Each star of meaner merit fades away!
Oppress'd we feel the beam directly beat,
Those sons of glory please not till they set.

To thee, the world its present homage pays,
The harveft early, but mature the praise :
Great friend of LIBERTY! in Kings a name
Above all Greek, above all Roman fame :
Whose word is truth, as sacred and rever’d,
As heav'n's own oracles from altars heard.
Wonder of kings ! like whom, to mortal eyes
None e'er has risen, and none e'er shall rife.

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Just in one instance, be it yet confest
Your people, Sir, are partial in the reft :
Foes to all living worth except your own,
And advocates for folly dead and gone.
Authors, like coins, grow dear as they grow old; 35
It is the ruft we value, not the gold.
Chaucer's worst ribaldry is learn’d by rote,
And beastly Skelton * heads of houses quote :
One likes no language but the Faery Queen;
A Scot will fight for Christ's Kirk o'the Green $; 40
And each true Briton is to Ben so civil,
He swears the Muses met him at the Devil t.

Tho' juftly Greece her eldest sons admires,
Why should not we be wiser than our fires ?
In ev'ry public virtue we excell;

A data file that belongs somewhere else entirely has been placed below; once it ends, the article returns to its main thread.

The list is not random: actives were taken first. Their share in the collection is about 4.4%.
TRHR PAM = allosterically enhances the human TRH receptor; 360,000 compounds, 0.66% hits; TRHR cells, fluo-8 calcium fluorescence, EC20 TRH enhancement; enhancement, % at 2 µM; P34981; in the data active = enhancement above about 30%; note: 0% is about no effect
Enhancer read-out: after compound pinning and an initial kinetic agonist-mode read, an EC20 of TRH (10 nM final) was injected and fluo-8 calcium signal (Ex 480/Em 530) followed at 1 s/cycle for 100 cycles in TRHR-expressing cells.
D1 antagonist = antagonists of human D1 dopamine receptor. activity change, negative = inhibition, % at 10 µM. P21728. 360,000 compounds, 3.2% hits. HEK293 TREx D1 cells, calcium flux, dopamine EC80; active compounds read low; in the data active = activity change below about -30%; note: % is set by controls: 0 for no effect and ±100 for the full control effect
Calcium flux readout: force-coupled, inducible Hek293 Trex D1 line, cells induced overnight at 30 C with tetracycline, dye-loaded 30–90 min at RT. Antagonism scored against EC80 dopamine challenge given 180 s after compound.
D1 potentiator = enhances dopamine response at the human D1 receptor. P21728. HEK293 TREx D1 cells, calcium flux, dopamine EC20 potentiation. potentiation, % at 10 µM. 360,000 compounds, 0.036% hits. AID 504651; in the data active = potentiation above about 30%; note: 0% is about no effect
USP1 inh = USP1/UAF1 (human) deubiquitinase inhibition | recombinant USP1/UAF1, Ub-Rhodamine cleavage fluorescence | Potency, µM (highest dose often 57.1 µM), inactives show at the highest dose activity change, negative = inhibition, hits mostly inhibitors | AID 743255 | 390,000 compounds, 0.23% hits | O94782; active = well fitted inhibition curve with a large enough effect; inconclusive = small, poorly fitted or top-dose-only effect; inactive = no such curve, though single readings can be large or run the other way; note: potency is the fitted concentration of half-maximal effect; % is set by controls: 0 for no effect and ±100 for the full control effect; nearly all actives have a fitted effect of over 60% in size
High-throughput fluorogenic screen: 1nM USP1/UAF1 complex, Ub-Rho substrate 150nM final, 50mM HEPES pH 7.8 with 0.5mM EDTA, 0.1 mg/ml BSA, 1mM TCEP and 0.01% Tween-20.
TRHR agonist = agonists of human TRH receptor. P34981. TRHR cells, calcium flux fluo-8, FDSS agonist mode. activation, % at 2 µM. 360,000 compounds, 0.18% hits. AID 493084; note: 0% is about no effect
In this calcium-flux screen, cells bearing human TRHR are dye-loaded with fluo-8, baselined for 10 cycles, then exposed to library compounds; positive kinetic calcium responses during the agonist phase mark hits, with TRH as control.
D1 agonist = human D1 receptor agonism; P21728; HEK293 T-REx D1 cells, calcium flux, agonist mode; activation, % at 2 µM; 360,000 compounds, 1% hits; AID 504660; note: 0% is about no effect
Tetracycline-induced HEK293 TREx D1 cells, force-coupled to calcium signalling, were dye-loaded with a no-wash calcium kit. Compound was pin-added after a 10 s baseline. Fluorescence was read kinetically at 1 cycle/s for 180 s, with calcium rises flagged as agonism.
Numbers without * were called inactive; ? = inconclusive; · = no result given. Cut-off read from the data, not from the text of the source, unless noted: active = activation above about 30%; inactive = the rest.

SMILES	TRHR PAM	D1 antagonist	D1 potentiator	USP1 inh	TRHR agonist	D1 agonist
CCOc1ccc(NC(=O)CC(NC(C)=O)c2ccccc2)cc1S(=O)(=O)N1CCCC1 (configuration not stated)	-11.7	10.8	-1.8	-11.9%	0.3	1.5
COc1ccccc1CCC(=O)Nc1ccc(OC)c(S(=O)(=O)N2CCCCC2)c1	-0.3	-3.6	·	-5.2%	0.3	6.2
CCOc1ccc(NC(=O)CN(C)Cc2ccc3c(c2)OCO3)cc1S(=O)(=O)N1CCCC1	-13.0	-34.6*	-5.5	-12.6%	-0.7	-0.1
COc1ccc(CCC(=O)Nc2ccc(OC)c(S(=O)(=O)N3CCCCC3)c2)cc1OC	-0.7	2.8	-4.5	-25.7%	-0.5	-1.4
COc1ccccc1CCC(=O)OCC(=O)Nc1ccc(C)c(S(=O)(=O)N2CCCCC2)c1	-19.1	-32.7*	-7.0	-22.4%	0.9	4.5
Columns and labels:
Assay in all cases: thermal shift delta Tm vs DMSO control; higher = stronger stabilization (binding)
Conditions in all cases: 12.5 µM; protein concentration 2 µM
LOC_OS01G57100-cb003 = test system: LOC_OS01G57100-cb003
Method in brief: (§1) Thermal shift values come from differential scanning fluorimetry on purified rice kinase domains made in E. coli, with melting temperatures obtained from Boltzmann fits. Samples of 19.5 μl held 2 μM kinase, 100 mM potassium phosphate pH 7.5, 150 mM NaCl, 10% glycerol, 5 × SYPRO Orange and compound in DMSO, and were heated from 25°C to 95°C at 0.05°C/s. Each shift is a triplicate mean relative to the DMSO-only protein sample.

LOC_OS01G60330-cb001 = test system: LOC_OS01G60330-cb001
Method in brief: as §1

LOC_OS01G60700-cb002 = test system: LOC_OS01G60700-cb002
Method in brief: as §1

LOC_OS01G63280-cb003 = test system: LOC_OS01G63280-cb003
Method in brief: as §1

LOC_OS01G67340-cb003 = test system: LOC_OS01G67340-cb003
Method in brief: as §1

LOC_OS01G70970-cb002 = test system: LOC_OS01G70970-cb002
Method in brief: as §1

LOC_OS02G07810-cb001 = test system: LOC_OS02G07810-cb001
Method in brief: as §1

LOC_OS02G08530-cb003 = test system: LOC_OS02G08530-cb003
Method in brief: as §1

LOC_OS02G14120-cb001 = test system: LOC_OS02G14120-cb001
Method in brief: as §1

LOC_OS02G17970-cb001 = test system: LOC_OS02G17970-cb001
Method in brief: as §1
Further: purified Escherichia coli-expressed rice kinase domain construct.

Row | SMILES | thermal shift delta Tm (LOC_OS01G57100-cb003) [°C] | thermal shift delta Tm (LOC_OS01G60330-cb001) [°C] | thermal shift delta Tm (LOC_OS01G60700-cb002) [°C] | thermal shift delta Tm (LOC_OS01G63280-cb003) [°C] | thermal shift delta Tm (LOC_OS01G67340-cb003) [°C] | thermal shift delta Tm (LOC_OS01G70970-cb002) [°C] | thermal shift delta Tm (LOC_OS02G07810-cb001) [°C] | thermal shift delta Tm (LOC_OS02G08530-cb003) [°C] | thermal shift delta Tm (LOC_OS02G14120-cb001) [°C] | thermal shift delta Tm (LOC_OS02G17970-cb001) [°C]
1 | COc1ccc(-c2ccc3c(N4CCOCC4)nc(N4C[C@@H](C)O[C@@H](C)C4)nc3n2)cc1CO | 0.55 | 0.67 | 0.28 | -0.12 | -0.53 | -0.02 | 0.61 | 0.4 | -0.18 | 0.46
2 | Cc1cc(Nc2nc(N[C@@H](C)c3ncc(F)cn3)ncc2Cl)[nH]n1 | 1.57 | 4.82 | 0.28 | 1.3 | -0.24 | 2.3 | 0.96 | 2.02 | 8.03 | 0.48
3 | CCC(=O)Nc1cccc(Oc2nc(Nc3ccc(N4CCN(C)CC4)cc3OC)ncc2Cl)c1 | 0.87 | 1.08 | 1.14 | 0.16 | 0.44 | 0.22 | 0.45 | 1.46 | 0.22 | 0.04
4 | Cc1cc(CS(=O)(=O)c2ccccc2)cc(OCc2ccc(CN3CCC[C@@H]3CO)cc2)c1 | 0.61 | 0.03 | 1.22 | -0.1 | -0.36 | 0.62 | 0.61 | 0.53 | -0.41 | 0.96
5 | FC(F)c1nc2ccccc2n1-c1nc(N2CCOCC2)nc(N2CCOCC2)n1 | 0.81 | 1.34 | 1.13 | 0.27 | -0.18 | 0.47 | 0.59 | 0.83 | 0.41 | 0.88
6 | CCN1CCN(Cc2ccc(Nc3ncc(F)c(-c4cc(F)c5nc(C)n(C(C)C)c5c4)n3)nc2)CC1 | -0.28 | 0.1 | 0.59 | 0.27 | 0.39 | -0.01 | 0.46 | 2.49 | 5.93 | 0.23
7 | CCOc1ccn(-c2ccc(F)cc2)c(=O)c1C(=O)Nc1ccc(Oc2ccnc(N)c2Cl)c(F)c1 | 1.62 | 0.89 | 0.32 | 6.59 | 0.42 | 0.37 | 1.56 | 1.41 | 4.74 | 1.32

We build, we paint, we fing, we dance as well,
And learned Athens to our art must stoop,
Could she behold us tumbling thro' a hoop.

If time improve our wits as well as wine,
Say at what age a poet grows divine ?
Shall we, or shall we not, account him so,
Who dy'd, perhaps, an hundred years ago?
End all dispute ; and fix the year precise
When British bards begin t’immortalize ?

" Who lasts a century can have no flaw, “ I hold that wit a claffic, good in law.”

Suppose he wants a year, will you compound ?
And shall we deem him ancient, right and sound,
Or damn to all eternity at once,
At ninety-nine, a modern and a dunce ?

“ We shall not quarrel for a year or two; “ By courtesy of England, he may do.”

Then, by the rule that made the horse-tail bare, I pluck out year by year, as hair by hair,